When it comes to the successful mangling of the English language, I have long favored the U.S. Army as the most successful practitioner. It is capable of taking almost any concept or item of information and mangling it in such a way that virtually no one understands what is being discussed—including (sometimes) the briefer.
Back in 2001 (remember that year?) I recall attending a conference on Army Transformation (General Shinseki’s project) and failing to understand much of it—even though it was not innately complex). Eventually, I spoke to my neighbor, who I was to learn was a retired LTC and Vietnam combat veteran called Greg Wilcox (who was to become a good friend) and said: “Do you understand this?”
Greg looked a bit sheepish. “Er, no,” he replied. “Well, I understand some of it, but…”
It turned out there was nothing particularly complicated about Army Transformation except the communication of it—and some of the underlying assumptions. The trouble with clear communication is that it tends to expose flawed assumptions.
But why is this irrational practice allowed to continue? Let me offer a few thoughts on the matter. Am I being entirely serious? Given the number of military friends I have, perhaps not—but it is certainly true that clear communication is not one of the Army’s strengths. Mind you, you can probably say that about most large institutions short of dictatorships. You can criticize Hitler, Mussolini, and Stalin every which way—but they certainly got their messages across.
- There is no relationship between the U.S. Army and rationality (and you can apply that statement to just about every army). War may at times be necessary—but it is never rational.
- Armies spend only a small amount of time actually fighting. Theoretically, they should train—but that’s expensive. As a consequence, for a great deal of time, they are a massive make-work machine. Confusion aids that task wonderfully.
- The U.S. Army loves acronyms—and one of the main purposes of an acronym (often the only purpose) is for the insider to understand (or pretend to) and the outsider to be confused. To use acronyms with ease shows that you are a member of the club.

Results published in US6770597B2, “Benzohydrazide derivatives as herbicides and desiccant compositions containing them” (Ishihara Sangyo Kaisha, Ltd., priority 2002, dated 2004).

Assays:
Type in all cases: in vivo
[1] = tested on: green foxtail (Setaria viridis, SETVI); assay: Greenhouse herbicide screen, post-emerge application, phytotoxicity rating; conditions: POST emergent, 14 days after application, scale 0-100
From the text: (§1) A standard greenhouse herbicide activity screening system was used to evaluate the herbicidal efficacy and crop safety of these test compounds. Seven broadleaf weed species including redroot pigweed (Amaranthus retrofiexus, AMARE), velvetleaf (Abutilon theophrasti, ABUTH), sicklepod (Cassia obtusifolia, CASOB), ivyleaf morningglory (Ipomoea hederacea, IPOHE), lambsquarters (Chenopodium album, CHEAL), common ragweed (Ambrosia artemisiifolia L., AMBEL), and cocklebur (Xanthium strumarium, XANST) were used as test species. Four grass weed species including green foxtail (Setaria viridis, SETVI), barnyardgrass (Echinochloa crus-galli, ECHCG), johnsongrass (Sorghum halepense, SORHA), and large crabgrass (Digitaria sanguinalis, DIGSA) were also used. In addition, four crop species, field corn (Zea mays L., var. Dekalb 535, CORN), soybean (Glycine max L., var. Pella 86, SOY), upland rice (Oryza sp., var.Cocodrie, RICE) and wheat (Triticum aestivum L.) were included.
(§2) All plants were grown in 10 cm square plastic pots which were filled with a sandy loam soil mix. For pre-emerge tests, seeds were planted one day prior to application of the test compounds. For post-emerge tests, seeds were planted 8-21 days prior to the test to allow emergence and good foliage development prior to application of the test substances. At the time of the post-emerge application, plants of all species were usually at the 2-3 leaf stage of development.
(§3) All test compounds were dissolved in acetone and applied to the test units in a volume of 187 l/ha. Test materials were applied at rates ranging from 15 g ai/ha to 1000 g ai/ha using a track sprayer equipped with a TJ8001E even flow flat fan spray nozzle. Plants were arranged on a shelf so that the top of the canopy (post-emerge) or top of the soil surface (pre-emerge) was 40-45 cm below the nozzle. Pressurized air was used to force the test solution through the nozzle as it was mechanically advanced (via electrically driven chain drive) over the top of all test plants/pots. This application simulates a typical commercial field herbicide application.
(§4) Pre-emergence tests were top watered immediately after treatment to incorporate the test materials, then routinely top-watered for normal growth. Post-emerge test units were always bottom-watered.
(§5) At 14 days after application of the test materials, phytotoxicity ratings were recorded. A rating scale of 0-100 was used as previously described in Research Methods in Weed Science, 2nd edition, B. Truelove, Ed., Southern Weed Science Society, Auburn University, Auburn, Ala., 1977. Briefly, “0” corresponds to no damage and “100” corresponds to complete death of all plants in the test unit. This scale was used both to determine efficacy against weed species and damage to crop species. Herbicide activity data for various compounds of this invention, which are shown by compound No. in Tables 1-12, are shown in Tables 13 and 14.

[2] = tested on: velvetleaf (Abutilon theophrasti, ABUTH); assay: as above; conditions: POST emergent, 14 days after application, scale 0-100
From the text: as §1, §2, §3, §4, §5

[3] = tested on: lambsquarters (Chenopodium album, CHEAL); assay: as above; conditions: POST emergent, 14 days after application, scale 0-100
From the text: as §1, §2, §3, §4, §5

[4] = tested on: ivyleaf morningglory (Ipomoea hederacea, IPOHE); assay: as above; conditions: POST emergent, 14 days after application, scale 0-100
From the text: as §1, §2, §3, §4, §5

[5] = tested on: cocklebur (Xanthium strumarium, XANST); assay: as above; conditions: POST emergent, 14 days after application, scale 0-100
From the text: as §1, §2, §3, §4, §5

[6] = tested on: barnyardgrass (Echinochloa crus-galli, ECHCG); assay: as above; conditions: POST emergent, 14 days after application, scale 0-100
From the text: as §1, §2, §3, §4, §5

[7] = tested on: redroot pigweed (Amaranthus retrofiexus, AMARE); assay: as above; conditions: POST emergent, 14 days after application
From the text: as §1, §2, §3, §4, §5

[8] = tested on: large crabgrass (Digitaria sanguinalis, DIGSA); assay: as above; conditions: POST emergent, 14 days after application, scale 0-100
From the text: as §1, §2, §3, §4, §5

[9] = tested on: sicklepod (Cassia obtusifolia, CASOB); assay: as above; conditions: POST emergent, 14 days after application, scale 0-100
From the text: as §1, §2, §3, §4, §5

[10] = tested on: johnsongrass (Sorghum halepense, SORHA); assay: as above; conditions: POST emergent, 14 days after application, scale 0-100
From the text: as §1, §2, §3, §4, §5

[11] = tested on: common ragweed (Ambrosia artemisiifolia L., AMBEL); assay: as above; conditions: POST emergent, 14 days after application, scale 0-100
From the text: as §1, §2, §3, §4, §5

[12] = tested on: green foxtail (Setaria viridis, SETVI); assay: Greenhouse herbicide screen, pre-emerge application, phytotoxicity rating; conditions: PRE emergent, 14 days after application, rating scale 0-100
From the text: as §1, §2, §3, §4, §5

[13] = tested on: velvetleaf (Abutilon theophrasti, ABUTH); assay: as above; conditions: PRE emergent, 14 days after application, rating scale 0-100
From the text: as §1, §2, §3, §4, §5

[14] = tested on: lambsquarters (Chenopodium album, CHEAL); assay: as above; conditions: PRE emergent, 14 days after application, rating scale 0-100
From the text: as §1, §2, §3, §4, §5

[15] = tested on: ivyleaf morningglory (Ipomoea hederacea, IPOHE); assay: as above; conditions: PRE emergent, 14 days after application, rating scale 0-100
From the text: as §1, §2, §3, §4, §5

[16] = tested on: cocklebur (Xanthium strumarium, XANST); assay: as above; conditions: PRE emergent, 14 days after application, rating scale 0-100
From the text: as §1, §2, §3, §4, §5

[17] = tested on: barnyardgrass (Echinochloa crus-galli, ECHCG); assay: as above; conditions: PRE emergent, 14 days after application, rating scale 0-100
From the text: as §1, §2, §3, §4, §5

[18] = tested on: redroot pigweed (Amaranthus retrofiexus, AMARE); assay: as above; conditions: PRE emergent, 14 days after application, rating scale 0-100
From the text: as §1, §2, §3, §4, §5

- Officially (the real purpose may be otherwise) the whole idea of an Army briefing is to communicate yet it is politically impossible to admit that you don’t understand. Senior officers understand by definition which is why they are senior. More junior officers don’t want to admit ignorance for fear they will never be promoted to be senior.
- The Army operates on the basis on relatively short postings interrupted by training courses, exercises, and other distractions. As a consequence, no one is around long enough to really get to know anything—let alone each other. Well, that’s an exaggeration, but it is certainly true that the personnel churn is such that it can be an issue.
- Senior officers (by which I mainly mean generals) have a habit of becoming committed to projects independent of the underlying data. Projects then become positions they feel they have to defend. A major cause of such commitment is the fact that the officer concerned intends to retire to the supplier concerned. That is, of course, a clear conflict of interest—but it also common.
Well, I’ve kidded the Army enough—but actually it does have a serious communication problem—which is a theme I’ll pursue on another occasion. The good news is that the weaknesses of the institutional structure of the Army (the public relations aspect if you will) are more than compensated for by the courage and commitment of the Soldiers at the sharp end.
What prompted these thoughts was a radio segment discussing whether technology was making us more creative or less.
The findings were:
- The standard of writing is suffering since minimal effort is put into e-mails—and virtually none at all into texting.
- The standard of artistic expression is improving—as you would expect given the ever increasing emphasis on computer graphics.
Does one compensate for the other? All I know is that texting makes me very, very uneasy.